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Business on the go: Managing a fleet of vehicles

By Kyle Linsay
Tuesday, November 12, 2013 - 12:59

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EXPERT: Sam Bisby gives his view

In our latest Expert Blog, Sam Bisby, of chooseafuelcard.com, gives his tips on managing your fleet…

The majority of businesses in the 21st century are heavily involved with transport in some way or another.

This can see a company directly entangled with the process of logistics or just have a fleet of company cars on the books; either way, there are numerous elements that can make the management of these vehicles a stressful task, but there are ways to make it easier and cheaper.

Fleet owners have found in recent years that rising costs – in fuel especially – have forced them to downsize their vehicles, especially when it comes to cars, but there are also cases that fleets with larger vehicles have been allowed to grow along with the company.

Regardless of the size of your fleet, however, managing costs is the first point of call for any efficiently run fleet.

Lease or Buy?

When planning your fleet of vehicles, the first decision to make is whether you should lease or buy your vehicles.

Buying is usually a choice least people take, and for good reason.

Buying cars mean you have to deal with depreciation, servicing and maintenance costs, as well as the hassle of having to sell the vehicle at the end of its time.

There is a definite element of flexibility to owning the cars in your fleet, but it has to be agreed that this comes with great financial comprise.

With leasing, running costs are spread evenly over the course of the deal and there’s no effect of depreciation on your books, and the dealer will usually service your vehicles as part of the agreement.

It is important to remember that when buying, depreciation hits the hardest in the first year, with cars potentially losing 50% of their value in the initial 12months of ownership.

The downside to leasing is that a deal will only allow your drivers to travel certain amount of miles, usually around 60,000miles over three years.

Any vehicle going over that limit will incur further costs.

The Economy Game

These days, with tax laws and fuel prices as they are, the type of vehicles you use for your fleet will also have a major impact on costs to your business.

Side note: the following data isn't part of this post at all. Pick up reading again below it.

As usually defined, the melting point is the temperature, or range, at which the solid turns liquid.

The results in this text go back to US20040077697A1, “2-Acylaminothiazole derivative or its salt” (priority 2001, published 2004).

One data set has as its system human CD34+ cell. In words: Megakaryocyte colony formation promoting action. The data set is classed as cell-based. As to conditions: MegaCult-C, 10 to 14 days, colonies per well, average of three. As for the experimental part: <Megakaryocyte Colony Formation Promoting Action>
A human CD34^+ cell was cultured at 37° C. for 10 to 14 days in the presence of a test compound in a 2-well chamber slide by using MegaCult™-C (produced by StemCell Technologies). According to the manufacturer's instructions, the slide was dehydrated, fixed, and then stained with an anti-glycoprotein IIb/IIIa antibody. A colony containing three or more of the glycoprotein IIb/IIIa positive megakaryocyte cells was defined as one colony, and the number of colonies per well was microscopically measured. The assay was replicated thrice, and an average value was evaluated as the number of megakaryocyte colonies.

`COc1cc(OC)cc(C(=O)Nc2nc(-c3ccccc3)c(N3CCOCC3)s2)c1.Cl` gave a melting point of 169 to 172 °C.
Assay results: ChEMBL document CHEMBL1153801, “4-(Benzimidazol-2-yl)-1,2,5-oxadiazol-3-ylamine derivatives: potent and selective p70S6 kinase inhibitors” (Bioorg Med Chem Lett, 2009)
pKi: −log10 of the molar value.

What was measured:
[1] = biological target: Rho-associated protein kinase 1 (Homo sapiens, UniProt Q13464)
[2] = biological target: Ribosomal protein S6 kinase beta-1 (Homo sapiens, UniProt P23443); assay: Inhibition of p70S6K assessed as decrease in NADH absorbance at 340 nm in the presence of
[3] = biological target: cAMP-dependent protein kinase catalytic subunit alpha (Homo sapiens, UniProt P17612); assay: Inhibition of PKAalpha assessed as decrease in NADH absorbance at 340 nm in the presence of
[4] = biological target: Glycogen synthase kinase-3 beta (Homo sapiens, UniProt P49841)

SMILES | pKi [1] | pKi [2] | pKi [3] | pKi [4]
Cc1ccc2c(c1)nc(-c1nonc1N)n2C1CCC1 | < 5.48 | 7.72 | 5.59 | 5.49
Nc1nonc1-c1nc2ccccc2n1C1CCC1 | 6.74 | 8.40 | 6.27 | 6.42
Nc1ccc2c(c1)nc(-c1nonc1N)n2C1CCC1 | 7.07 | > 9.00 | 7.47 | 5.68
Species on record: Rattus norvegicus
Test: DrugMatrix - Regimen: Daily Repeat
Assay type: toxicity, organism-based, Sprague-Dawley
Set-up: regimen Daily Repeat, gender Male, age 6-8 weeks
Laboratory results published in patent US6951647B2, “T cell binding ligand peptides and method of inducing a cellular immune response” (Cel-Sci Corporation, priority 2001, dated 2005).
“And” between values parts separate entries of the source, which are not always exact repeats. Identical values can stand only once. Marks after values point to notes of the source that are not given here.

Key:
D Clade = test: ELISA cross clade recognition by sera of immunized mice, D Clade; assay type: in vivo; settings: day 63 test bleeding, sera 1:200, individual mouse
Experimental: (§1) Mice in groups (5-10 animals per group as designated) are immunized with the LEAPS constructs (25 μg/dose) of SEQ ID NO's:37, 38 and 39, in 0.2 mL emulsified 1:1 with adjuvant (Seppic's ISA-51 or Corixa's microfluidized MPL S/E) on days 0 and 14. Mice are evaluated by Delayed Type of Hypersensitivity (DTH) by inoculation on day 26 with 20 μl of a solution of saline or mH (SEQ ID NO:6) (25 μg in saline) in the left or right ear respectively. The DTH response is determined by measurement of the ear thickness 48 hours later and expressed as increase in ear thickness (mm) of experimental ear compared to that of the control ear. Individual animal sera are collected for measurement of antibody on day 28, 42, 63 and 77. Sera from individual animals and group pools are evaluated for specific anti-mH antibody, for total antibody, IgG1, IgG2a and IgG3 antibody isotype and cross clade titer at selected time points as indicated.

More and more fleets are beginning to consider the effects of CO2 emissions and fuel economy, which means they are getting picky about which cars or vans they have within their group of vehicles.

Manufacturers are attempting to make their cars more efficient with every new model, and it is easily possible to ensure your fleet is full of cars that emit under 100g/km of CO2 – something which currently gets you emitted from congestion charges in London if you are UK based.

Fuel economy is even more essential, with manufacturers all competing against each other to give drivers the highest figure possible when it comes to miles per gallon, and there are cars out there available to give drivers a return of between 55-70mpg.

Low CO2 and high mpg numbers are obviously what you are after, but further to this, you want to be able to pay for your fuel in an efficient manner.

No business owner wants a mountain of receipts to have to trundle through on a weekly or monthly basis to work out the fuel costs from their drivers.

Most, if not all fleets take advantage of fuel cards; these allow drivers to pay for fuel easily without the need for cash or a credit card – and most advantageous of all for business owners, they get one simple invoice for each card, highlighting how much has been spent.

In the UK, there are many fuel card suppliers, with each one able to offer a suitable set-up whatever your type of business and size of fleet.

One of the biggest fuel card suppliers, Chooseafuelcard, offers a full range of fuel card options to appease any business and fleet type.

Fuel cards don’t just allow you to pay for fuel, either, as a card will open the doors to a bespoke network that gives you vital data in regulating and planning your fleet.

Not only can you see the distances and habits of your drivers, but you can also help plan your drivers’ journeys to make them the most efficient possible and put them on routes with fuel stations that accept their card.

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